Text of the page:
Whiskey Week comes but once a year, but oh, what a glorious week it is. This time last year, I wasn’t much of a whiskey drinker (with or without the e) but a day spent sniffing, swirling, sipping and sampling at Whisky Live changed all that, and I’m now a confirmed mistress of malt.
So far, this year’s festivities are just as thrilling, with the launch this evening of Irish Distillers’ Yellow Spot single pot still, and more exciting events in the offing from the bekilted Michael Foggarty and the WJ Kavanagh crew. And all this before the main event in the Mansion House this Saturday! So, for the week that’s in it, some decadent whiskey-laced treats are in order – delicious on their own or with the dram of your choosing.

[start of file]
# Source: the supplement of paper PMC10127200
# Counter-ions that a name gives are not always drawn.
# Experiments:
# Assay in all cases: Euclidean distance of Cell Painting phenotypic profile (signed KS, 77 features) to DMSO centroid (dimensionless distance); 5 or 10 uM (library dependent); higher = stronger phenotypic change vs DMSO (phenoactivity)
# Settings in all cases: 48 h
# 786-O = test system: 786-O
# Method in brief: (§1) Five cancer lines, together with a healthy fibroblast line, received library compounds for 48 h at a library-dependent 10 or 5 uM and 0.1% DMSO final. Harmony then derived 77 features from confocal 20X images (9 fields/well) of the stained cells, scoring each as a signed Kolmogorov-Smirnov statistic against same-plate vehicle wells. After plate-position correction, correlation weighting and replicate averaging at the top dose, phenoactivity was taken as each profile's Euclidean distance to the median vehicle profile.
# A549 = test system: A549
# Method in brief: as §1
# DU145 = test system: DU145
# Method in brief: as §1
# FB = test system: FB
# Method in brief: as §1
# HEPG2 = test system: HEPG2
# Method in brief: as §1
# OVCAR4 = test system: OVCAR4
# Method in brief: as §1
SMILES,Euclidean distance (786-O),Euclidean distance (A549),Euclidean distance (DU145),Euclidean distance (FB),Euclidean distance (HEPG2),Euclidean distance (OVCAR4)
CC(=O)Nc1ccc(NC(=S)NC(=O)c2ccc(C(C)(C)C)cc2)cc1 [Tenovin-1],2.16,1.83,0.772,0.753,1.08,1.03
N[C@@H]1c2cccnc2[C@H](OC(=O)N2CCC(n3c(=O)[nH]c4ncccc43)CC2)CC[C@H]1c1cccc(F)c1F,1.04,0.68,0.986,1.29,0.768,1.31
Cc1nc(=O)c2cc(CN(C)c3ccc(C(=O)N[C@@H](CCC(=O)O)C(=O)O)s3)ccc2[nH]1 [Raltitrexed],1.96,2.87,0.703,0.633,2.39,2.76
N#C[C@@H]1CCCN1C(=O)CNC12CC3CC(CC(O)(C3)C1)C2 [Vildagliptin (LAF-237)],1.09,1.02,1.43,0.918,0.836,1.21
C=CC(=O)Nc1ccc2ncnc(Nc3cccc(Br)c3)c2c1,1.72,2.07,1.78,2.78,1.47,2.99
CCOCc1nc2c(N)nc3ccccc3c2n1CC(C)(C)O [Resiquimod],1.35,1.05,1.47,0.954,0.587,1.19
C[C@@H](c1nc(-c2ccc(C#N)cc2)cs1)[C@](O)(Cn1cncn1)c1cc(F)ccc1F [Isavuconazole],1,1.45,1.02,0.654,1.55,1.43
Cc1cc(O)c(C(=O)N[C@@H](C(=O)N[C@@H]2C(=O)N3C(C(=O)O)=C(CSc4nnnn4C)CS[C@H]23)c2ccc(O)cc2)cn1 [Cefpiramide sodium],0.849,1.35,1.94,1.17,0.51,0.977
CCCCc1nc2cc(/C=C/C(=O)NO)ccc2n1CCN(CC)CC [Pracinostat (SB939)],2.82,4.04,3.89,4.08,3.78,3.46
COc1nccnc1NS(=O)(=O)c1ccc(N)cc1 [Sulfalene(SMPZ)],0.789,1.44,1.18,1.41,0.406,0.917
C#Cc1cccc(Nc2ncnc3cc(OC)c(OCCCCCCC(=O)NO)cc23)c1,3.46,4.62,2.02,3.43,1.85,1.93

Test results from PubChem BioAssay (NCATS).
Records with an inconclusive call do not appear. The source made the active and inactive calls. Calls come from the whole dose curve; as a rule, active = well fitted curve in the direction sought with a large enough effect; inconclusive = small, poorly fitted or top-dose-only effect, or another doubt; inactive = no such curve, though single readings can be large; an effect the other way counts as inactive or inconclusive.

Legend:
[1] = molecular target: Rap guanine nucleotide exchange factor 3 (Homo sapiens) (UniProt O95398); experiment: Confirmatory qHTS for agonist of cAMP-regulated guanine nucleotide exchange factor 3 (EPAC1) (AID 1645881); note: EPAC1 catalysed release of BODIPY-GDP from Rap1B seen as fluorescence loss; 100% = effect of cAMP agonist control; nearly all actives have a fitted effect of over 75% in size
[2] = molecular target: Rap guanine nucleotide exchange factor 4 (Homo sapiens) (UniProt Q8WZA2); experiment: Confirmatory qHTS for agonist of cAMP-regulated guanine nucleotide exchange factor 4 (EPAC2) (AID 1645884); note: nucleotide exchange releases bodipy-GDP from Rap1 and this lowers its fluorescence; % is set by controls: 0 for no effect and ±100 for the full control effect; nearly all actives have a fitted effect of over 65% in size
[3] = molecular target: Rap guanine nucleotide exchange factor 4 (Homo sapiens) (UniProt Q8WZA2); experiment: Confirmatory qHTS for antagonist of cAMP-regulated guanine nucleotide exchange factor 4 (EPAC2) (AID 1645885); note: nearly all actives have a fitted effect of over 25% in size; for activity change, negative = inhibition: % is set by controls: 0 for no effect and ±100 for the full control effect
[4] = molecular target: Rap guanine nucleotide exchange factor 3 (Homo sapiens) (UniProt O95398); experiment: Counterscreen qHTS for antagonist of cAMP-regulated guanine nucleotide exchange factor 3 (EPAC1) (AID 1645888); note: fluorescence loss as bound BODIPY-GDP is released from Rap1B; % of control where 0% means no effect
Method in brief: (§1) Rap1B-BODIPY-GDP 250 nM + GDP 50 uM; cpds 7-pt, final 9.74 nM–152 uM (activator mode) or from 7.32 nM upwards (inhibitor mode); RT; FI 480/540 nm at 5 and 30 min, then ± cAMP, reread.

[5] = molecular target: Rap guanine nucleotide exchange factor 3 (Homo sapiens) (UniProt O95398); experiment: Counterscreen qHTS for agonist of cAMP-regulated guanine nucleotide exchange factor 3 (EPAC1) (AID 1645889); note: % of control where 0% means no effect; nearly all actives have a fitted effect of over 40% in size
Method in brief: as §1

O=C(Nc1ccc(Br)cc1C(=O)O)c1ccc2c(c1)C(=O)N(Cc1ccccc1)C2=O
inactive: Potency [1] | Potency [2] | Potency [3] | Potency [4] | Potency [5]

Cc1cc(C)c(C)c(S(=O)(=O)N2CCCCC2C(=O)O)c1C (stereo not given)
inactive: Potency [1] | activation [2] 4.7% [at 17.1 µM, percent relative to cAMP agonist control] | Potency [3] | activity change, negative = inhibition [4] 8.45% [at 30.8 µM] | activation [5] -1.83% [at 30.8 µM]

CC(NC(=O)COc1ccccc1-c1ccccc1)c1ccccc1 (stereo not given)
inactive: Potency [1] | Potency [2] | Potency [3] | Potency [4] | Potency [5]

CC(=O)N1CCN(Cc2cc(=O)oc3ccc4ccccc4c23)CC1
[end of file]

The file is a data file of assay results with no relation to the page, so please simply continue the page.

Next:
The idea for Sunday’s dinner started, as so many things do these days, with a tweet. The talented Vlad from Arun, my local bakery here in the ‘batter, had something special up his sleeve for Saturday’s Honest2Goodness market – his own take on the Waterford blaa, aptly christened the ‘Vlaa’. My poor jet-lagged brain went into overdrive the second I read the news, trying to come up with a worthy filling. Until – bingo! – I remembered that I still had a lovely cut of pork belly from the foodie uncle in the freezer, and a head of cabbage left in the garden. Pulled pork sandwiches with a crisp slaw it would be.
(Of course, the same jet-lagged state had me snoring in bed until far too late on Saturday morning, and we only just managed to snag the last four vlaas at the market, but all’s well that ends well!)